Perhaps as a hedge against these risks, the DHS report lays out another possible course: a public-private partnership to develop and deploy PNT systems which are compatible with existing GPS infrastructure. In this model, the government would incentivize the development of new technologies which work with existing chipsets, lowering the cost of deploying GPS alternatives. The government would likely provide additional incentives to deploy transmission systems as well, cooperating with infrastructure providers on standards and providing subsidies to defray the cost of building out new networks.
From NextNav’s viewpoint as a provider of resilient PNT systems, it appears that EO 13905 is merely a hesitant step forward. Recognizing the growing role that PNT plays in the economy, the government is right to start planning for resilient critical infrastructure layers. Yet the assumption that government can generate a market for resilient PNT through regulation alone is probably wishful thinking.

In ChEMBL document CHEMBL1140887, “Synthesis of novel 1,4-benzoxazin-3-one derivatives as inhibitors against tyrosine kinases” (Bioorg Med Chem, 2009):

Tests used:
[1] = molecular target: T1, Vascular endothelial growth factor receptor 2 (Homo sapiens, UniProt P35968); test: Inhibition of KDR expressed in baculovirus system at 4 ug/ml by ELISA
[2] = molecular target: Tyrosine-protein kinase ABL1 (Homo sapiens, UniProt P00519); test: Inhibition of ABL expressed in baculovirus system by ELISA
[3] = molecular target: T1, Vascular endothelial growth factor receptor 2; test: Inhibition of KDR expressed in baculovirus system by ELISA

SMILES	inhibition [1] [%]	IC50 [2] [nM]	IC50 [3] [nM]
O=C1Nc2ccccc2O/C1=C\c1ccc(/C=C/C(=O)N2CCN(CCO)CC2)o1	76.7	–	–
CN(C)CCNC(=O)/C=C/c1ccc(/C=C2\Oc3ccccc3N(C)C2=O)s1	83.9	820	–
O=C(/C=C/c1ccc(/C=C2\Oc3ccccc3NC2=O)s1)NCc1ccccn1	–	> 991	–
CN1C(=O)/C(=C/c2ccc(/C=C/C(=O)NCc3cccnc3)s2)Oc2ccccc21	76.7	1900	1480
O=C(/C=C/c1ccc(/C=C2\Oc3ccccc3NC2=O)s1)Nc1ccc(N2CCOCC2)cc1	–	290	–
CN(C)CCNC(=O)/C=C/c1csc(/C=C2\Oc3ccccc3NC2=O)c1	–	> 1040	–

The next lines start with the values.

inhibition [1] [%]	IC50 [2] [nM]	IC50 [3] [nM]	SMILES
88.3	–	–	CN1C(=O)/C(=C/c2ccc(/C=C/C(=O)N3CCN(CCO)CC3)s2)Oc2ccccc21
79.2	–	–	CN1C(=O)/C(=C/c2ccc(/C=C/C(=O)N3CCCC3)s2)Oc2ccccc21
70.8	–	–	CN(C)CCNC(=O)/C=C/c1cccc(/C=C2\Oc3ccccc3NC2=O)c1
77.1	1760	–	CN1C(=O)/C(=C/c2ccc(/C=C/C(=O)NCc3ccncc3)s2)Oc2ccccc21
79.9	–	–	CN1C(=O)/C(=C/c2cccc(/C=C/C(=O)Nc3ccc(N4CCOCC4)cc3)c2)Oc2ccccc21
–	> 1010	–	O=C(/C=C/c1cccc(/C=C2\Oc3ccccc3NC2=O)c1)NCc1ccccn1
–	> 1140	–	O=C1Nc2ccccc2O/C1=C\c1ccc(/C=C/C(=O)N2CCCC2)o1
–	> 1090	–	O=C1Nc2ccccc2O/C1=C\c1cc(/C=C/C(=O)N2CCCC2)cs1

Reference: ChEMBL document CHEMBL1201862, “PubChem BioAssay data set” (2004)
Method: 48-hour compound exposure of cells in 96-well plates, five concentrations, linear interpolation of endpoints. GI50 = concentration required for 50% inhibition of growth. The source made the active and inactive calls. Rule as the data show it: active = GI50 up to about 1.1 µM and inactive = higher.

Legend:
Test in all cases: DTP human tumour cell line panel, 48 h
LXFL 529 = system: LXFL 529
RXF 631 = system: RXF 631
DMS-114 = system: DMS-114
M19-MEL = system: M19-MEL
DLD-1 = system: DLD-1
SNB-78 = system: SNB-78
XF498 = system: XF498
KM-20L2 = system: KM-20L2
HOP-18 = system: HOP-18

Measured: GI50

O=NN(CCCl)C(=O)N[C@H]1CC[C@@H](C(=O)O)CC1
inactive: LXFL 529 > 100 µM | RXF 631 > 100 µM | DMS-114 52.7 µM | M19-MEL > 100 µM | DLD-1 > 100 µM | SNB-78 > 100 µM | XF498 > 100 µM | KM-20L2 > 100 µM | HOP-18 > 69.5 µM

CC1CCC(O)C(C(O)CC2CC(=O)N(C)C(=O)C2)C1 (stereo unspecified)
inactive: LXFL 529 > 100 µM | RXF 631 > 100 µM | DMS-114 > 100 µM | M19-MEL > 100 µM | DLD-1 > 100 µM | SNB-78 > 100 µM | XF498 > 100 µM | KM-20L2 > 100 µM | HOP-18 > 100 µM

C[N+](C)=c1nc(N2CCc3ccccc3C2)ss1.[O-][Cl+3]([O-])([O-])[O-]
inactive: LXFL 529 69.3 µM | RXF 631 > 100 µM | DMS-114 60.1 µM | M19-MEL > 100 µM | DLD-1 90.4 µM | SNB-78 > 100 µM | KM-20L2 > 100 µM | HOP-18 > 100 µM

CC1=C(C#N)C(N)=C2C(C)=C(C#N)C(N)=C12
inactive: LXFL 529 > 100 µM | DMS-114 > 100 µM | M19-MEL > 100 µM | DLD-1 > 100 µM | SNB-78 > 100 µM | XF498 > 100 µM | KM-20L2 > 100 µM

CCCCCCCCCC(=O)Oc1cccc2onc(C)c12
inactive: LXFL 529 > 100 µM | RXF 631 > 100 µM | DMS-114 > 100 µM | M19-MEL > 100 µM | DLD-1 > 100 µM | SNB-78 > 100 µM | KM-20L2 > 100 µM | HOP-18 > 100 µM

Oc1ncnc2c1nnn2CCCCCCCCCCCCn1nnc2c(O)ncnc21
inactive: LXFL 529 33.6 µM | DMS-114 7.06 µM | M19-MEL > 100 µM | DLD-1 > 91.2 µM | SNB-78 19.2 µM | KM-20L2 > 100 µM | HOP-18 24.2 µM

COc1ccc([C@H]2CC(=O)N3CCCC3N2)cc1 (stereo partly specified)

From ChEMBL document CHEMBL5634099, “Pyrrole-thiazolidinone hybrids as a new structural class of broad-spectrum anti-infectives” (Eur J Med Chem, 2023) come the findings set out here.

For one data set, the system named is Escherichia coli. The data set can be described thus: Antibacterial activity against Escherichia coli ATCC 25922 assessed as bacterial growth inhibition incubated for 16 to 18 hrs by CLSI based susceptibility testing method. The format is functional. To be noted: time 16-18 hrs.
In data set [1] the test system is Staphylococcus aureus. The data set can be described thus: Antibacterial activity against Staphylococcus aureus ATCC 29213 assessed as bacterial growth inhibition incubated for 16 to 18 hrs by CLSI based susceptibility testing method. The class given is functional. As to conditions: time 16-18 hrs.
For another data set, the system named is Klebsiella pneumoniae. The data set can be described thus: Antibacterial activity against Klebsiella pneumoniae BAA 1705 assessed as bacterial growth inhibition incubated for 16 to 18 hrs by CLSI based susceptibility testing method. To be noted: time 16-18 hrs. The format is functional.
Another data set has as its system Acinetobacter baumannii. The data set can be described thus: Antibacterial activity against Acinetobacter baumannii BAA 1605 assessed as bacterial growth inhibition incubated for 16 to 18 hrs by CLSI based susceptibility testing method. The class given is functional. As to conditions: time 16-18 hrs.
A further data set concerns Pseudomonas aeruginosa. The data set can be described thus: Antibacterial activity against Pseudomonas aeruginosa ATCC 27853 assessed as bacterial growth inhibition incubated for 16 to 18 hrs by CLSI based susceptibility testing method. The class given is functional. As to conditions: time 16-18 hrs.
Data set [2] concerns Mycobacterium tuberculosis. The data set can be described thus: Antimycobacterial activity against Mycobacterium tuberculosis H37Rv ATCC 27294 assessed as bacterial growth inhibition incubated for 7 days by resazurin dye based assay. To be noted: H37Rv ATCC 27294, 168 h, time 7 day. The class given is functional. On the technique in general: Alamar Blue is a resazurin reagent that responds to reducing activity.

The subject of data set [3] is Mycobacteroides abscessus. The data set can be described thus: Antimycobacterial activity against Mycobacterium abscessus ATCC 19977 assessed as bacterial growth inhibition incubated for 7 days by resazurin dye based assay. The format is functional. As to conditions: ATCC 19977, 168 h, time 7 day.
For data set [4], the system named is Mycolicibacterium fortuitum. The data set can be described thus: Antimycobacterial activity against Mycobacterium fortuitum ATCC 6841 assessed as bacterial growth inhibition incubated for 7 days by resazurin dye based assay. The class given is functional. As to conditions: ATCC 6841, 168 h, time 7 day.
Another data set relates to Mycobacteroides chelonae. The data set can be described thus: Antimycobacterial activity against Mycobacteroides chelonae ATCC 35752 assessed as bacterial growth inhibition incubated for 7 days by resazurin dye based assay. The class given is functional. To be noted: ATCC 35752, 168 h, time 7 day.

In the absence of broad recognition in the marketplace of the risk to PNT services, it is unlikely that any one business or coalition of businesses will rush to fill the gap on their own. The government is the only actor with the resources and motivations necessary to make resilient PNT a reality. There are many forms that a public-private partnership can take, but all of them will require the government to exert a stronger influence on technology standards and invest directly in deployment.
The executive order and DHS report are the first steps in a long journey ahead. As the government’s plans and PNT profiles start to gather momentum, a great deal more information about operational requirements, market dynamics, and deployment economics will likely come to light. What we learn from these initial actions will lay the groundwork for what promises to be a significant effort to secure the PNT infrastructure we all rely on.
Learn more about TerraPoiNT, NextNav’s solution for resilient PNT.